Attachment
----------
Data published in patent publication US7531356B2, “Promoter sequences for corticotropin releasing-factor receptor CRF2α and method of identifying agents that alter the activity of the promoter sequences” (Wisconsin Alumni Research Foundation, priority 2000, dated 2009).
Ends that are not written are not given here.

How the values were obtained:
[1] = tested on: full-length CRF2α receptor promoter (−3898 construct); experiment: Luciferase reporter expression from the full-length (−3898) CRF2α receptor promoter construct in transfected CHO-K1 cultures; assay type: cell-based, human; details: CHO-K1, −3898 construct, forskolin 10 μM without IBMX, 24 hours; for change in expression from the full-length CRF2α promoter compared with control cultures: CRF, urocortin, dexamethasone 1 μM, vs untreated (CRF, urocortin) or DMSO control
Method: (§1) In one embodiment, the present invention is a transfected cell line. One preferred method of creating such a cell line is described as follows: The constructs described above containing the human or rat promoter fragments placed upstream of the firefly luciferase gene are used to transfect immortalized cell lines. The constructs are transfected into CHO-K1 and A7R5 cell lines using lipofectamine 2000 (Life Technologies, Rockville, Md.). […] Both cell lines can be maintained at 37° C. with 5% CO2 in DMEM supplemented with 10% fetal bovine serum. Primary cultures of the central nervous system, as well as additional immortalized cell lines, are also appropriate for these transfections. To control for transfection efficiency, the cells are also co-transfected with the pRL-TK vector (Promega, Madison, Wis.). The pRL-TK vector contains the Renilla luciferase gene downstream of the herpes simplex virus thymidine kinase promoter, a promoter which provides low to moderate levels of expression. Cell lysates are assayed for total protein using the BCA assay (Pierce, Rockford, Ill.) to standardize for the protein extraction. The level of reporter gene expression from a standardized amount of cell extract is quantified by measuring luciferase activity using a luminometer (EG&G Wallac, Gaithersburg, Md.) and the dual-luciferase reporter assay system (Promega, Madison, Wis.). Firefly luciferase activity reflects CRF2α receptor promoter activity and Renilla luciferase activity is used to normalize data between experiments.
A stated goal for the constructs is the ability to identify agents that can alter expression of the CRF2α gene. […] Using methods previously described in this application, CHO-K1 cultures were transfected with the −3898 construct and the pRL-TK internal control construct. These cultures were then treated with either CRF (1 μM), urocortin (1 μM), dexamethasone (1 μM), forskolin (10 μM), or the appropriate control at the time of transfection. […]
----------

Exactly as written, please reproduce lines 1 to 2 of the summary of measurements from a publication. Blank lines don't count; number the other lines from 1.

Data published in patent publication US7531356B2, “Promoter sequences for corticotropin releasing-factor receptor CRF2α and method of identifying agents that alter the activity of the promoter sequences” (Wisconsin Alumni Research Foundation, priority 2000, dated 2009).
Ends that are not written are not given here.